“We are here to relax and enjoy the beautiful scenery but it has turned out to be a great disappointment.
“The rubbish is not only an eyesore but it also affects the health and well-being of tourists,” he told The Star after reading a reader’s complaint letter in the newspaper yesterday.
Dilani said his profession has taken him to many places including Langkawi and Thailand where there are green sea water and beautiful beaches.
“But in Penang, I just don’t know how to describe it.
“You can see two colours on the sea water here – greyish along the shore and greenish as we move further out to the sea.
“Greyish means the seawater is dirty and greenish means it is clean. I spent three hours on a boat but I could only get four small fish,” he said.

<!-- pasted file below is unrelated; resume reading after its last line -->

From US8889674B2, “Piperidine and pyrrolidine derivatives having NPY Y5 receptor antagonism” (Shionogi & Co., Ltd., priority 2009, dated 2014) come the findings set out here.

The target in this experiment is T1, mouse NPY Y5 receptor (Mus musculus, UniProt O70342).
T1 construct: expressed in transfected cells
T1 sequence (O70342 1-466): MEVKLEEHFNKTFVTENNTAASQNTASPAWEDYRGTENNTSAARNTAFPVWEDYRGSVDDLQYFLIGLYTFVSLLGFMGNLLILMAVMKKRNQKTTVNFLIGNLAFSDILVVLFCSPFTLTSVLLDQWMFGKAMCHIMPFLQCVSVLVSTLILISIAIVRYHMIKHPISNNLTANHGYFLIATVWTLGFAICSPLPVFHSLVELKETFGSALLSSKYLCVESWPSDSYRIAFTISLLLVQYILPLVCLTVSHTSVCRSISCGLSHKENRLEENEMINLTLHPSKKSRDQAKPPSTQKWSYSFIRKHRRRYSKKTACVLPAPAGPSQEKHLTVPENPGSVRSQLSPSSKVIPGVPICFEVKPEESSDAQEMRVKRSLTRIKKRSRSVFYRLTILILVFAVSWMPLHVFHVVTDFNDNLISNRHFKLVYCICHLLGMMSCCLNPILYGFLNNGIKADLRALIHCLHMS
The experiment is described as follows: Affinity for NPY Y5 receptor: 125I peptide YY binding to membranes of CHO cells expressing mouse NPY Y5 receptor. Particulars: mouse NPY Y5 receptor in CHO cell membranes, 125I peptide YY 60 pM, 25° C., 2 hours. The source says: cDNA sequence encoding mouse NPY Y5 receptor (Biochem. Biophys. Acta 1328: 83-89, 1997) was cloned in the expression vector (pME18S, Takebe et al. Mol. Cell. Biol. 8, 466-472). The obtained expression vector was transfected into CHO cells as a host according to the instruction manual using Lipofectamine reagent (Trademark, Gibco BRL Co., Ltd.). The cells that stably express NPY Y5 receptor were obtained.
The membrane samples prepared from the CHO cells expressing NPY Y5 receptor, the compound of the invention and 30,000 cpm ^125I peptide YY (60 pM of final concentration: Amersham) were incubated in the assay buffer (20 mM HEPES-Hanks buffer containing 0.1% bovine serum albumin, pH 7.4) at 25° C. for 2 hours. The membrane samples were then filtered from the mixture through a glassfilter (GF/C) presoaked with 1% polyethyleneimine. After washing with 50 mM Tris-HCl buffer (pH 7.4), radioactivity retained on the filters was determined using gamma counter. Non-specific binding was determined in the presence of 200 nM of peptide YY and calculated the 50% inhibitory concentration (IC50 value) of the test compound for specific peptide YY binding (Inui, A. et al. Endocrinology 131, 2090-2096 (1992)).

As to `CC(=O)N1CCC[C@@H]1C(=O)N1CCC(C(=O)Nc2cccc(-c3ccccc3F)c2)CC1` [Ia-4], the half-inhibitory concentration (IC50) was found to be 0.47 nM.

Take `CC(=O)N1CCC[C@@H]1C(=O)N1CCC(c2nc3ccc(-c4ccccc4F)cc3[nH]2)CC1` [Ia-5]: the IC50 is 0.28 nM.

State Local Government and Traffic Management Committee chairman Chow Kon Yeow said the state would consider setting up a special squad to clean up the beaches.
“We are cleaning up beaches regularly but the situation is still unsatisfactory.”
Penang Municipal Council public health and licensing committee chairman Tay Leong Seng said he would instruct officers to go to the ground and check on the complaints.
“Sometimes rubbish is carried from the sea to the beach during high tide and when it is low tide, the rubbish gets left behind on the beach.
“We have a contractor to clean the beaches every morning but if we find out that they are not carrying out their job properly, we will fine or terminate the contract,” he said.
Yesterday, a reader who called himself Zari Malaysiana took to task the relevant authorities in Penang for taking dirty beaches lightly.
On Thursday, The Star also published a letter from a British tourist who was frustrated over the state of the Batu Ferringhi beach.
R.K. Imms said that when he was in the state last year, the authorities had done a good job in keeping the beach clean, but this year it was worse than ever.
He said all the rubbish bins were full, there were food cartons and beer bottles and broken glass everywhere.